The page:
Ah, David Horsey to the rescue. After a being visited with a rare bout of insomnia last night, I was in no shape to do any reading, much less any blogging. I went back to bed for a few hours, got a little sleep, and discovered Horsey's latest post in the Los Angeles Times. Horsey moved away from his usual presidential race assignment and picked a current news theme: the fall-out from Greg Smith's revelatory opinion piece on the ethos of Goldman Sachs.
The good news is that $2.15 billion of Goldman Sachs’ market value was wiped out by a disillusioned executive’s very public parting shot at the investment bank’s greed and selfish cynicism.
The bad news is it will probably be a temporary loss and will do little to change the ethical climate at Goldman Sachs or in the larger world of Wall Street. Pirates are a hard bunch to reform. ...
Smith’s revelations are no big surprise to critics of the big banks and financial firms. What is significant is that the criticism comes from an insider who was part of the greed machine.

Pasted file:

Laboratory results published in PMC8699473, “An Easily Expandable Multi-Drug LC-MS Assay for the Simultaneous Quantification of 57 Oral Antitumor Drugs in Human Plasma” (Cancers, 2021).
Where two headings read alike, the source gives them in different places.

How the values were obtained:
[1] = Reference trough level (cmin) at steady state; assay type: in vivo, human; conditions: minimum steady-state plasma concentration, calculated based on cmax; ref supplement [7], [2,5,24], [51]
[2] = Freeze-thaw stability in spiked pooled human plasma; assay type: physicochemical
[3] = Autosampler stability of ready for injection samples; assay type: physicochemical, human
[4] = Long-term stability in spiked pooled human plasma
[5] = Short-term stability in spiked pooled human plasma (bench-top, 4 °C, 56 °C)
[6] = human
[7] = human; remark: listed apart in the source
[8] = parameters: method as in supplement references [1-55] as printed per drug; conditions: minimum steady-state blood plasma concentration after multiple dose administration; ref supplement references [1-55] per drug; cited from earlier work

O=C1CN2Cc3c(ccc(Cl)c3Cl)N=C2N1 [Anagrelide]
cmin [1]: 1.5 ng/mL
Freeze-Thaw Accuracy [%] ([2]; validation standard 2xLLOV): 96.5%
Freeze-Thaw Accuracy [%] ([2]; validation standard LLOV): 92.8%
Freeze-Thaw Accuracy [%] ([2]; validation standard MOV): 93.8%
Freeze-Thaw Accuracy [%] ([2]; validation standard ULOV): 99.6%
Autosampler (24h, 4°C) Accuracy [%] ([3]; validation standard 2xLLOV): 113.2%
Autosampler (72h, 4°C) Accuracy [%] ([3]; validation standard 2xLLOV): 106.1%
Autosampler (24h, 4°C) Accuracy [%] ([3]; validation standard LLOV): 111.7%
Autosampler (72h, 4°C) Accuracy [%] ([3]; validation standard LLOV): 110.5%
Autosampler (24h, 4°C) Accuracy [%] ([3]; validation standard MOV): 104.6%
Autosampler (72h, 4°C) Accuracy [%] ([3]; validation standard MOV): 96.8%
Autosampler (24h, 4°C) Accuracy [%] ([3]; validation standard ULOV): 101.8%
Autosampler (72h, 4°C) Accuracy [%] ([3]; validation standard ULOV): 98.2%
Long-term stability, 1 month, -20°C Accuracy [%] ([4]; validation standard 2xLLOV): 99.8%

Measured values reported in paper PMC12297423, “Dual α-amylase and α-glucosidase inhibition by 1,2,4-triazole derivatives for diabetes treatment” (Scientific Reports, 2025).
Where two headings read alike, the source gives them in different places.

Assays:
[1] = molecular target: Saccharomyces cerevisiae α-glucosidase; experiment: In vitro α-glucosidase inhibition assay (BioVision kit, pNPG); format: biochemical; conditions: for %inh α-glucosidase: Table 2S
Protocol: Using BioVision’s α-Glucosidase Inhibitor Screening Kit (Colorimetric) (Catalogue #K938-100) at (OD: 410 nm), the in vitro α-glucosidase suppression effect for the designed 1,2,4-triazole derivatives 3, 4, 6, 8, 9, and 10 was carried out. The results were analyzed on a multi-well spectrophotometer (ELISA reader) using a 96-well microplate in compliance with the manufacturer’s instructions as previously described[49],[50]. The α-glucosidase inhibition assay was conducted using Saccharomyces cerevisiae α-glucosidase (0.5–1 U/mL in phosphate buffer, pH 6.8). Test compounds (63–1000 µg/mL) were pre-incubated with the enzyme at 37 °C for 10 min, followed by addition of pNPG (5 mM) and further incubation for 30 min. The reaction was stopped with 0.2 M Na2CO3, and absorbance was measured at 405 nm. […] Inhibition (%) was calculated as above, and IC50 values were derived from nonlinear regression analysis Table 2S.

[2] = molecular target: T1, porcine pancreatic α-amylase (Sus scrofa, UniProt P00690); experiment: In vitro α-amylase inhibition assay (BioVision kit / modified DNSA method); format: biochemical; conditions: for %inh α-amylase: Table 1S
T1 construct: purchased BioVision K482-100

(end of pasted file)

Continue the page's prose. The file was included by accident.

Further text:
There are already those who are saying: So what? Isn’t making money the whole purpose of capitalism?
Yes, it is. But there is more than one way to make money. ...
Why yes, yes there is. One can rob banks or steal the copper wiring in vacant homes. One can sell drugs. One can burgle homes. Or, in an atmosphere of unfettered, unregulated capitalism, one can steal money from the very clients who are depending on companies for sensible and sound investments. Goldman Sachs (and, for that matter, MF Global) deal in the last way.
Newt Gingrich called it vulture capitalism as he took a swipe at Mitt Romney and Romney's tour with Bain Capital. Horsey adds a more human touch by calling it "pirate capitalism." For me, both terms work.
It is vulture capitalism that drove the country to the edge of financial disaster in 2008. Back then, I had a conversation with a friend of mine who was disgusted by it all. He insisted that the core purpose of business is to serve customers and the community, not merely make fortunes for Wall Street players who trade in exotic financial schemes that build nothing and create no jobs. [Emphasis added]
Wise choice in friends, Mr. Horsey.